Violence Against Staff at Primary Health Clinics in the Community and Comparison with Specialist Clinics

Instances of violent behavior of the part of patients and their escorts against medical staff is recognized as one of the most challenging problems currently facing hospitals and community clinics in Israel and the rest of the world. In health organizations, the risk of violence in the workplace has been found to be among the highest in any professional field.

Following a wave of patient violence in the health system in 2008, Clalit, the Israel Medical Association, the Organization of Clalit Physicians and the Organization of Clalit Employees commissioned the Myers-JDC-Brookdale Institute to conduct a comprehensive survey of violence against medical staff at Clalit community clinics. This, in light of the lack of information about the extent and characteristics of violence, as a basis to formulate informed policy to address the issue.

To this end, the Institute conducted an extensive survey among all staff members (physicians, nurses, pharmacists and administrative staff) in a sample of primary care and specialist clinics of Clalit.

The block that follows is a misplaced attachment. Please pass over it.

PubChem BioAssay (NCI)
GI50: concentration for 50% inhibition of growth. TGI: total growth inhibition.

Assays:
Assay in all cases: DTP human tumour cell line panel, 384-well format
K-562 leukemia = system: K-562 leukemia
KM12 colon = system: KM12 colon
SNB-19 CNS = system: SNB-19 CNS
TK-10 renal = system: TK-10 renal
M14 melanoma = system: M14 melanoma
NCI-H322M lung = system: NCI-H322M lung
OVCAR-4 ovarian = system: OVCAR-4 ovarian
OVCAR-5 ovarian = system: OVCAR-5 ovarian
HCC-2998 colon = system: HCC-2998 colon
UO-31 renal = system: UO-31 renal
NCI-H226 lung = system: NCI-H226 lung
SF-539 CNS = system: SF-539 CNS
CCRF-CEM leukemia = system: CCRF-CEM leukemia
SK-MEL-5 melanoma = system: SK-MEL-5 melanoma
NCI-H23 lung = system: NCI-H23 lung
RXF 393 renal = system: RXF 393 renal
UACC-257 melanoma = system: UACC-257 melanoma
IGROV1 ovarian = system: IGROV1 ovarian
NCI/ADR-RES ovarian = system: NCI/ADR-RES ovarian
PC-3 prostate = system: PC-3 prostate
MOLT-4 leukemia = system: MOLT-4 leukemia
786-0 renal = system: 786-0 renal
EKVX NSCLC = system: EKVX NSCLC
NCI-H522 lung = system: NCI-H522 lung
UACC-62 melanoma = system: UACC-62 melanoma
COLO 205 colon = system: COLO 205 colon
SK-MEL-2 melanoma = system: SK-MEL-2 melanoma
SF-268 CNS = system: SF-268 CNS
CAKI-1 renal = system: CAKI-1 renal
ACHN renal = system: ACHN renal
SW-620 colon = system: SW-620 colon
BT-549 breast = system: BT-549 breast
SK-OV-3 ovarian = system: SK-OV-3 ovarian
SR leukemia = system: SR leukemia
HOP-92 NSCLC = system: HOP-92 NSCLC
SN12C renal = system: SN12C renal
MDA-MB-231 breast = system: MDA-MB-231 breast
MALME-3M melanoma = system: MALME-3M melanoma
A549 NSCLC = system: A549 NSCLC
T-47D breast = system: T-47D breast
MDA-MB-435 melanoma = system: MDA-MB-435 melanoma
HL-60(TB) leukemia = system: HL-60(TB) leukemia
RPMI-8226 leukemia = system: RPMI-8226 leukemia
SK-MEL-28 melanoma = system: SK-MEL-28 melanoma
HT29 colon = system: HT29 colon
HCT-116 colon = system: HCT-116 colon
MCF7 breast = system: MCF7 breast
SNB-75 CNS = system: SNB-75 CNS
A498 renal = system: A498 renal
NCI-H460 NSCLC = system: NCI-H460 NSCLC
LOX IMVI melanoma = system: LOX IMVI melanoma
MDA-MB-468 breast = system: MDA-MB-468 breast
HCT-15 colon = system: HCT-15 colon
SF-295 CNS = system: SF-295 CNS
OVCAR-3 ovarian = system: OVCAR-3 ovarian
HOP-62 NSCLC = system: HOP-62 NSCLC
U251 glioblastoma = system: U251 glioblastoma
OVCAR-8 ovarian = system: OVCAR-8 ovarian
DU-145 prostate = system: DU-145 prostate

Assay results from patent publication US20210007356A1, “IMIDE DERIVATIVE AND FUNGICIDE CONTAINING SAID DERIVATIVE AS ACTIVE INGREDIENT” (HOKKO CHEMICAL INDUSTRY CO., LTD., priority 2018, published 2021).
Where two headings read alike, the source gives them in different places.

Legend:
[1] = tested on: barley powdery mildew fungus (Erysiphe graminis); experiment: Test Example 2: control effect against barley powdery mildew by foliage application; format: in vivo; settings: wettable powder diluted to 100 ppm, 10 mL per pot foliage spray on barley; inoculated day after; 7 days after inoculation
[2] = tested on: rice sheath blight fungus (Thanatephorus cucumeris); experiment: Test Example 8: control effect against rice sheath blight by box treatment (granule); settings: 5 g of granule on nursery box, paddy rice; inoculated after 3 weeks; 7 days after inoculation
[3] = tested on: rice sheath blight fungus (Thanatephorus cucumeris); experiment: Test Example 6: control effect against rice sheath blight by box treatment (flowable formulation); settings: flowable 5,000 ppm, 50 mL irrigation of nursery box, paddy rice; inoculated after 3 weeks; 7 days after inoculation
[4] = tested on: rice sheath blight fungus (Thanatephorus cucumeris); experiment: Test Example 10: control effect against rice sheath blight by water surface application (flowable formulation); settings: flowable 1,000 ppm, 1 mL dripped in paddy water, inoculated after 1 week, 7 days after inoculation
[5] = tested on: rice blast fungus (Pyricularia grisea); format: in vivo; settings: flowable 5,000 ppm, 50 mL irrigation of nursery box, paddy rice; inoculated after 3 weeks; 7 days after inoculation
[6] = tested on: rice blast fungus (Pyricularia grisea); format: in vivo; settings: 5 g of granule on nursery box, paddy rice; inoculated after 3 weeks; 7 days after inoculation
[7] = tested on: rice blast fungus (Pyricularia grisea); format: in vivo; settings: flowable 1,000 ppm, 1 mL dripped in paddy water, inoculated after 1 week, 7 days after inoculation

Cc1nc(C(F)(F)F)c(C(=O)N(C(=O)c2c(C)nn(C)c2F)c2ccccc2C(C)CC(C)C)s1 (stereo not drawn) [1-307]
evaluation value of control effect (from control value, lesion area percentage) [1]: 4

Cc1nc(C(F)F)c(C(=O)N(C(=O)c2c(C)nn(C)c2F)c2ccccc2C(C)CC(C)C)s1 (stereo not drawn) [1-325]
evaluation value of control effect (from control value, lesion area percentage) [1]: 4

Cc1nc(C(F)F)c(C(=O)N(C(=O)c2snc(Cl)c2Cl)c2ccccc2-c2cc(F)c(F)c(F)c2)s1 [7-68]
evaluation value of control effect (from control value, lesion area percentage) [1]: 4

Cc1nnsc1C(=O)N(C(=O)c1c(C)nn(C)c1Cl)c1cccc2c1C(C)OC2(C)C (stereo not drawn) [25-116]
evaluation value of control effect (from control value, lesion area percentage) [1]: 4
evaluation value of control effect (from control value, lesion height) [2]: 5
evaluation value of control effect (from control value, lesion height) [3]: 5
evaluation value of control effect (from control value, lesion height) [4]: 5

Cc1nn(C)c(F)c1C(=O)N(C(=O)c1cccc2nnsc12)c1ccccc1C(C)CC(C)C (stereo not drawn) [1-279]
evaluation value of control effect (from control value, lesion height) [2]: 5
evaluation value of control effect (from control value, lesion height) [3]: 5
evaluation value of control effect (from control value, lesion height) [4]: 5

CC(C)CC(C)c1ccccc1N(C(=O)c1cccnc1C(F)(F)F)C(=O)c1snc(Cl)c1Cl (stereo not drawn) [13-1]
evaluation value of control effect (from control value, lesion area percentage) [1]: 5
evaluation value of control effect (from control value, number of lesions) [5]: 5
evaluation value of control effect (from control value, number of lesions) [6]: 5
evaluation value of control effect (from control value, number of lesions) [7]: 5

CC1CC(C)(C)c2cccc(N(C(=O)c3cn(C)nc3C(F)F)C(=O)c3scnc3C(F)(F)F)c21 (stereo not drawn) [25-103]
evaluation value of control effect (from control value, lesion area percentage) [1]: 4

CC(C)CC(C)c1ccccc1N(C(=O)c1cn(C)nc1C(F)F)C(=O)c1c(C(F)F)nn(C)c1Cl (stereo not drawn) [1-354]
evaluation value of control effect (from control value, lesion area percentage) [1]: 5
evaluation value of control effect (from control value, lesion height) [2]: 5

The study goals were to examine the extent and characteristics of violence against members of staff, to identify risk factors, to learn how the caregivers and the system itself deal with violence, to examine its impact on the wellbeing of the staff members and the service they provide, and to identify directions to prevent violence and to cope more effectively with it.

These questions have not been examined in Israel and have only been examined in the international literature to a limited extent. Thus, this study is the first in Israel to address violence in the community and the data constitute the basis for planning responses and for treating and preventing its occurrence.

Following the initiative of Clalit to conduct a survey among its staff, the Institute has been asked by other agencies in the community to conduct similar surveys. The study findings have been disseminated among members of the study steering committee and senior staff at Clalit.

The study was funded by Clalit, the Israel Medical Association, the Organization of Clalit Physicians and the Organization of Clalit Employees.